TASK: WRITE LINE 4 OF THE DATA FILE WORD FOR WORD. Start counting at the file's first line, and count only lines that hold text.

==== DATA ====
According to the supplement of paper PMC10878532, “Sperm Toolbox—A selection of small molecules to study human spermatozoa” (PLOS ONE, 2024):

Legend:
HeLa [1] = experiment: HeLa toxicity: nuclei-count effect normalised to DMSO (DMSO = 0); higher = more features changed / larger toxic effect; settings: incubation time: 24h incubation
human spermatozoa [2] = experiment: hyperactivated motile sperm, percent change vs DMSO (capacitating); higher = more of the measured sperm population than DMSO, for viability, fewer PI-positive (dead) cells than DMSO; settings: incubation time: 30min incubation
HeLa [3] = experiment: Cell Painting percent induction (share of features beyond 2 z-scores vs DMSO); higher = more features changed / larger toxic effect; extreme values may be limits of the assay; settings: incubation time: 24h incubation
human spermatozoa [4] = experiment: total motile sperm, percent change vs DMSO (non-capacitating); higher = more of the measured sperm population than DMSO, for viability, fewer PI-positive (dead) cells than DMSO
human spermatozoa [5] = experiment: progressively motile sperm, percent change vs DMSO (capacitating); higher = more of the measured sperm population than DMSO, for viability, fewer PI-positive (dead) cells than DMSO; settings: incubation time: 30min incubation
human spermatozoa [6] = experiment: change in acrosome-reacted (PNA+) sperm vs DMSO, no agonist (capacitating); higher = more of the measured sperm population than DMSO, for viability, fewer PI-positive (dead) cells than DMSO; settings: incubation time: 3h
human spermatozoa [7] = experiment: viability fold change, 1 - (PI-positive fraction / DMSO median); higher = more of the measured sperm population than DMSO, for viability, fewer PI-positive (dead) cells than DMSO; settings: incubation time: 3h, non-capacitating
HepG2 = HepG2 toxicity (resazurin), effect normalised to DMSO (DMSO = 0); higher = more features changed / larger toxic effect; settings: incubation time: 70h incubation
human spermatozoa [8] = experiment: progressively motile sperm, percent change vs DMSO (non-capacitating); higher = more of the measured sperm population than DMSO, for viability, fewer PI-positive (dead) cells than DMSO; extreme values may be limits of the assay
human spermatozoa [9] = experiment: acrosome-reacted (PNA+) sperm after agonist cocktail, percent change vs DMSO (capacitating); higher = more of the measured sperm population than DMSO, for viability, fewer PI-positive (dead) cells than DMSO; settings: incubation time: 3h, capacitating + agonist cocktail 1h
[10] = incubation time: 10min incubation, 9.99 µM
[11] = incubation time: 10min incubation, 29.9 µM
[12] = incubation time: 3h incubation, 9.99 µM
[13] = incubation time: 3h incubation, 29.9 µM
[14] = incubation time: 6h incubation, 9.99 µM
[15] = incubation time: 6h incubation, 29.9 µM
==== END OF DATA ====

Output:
human spermatozoa [2] = experiment: hyperactivated motile sperm, percent change vs DMSO (capacitating); higher = more of the measured sperm population than DMSO, for viability, fewer PI-positive (dead) cells than DMSO; settings: incubation time: 30min incubation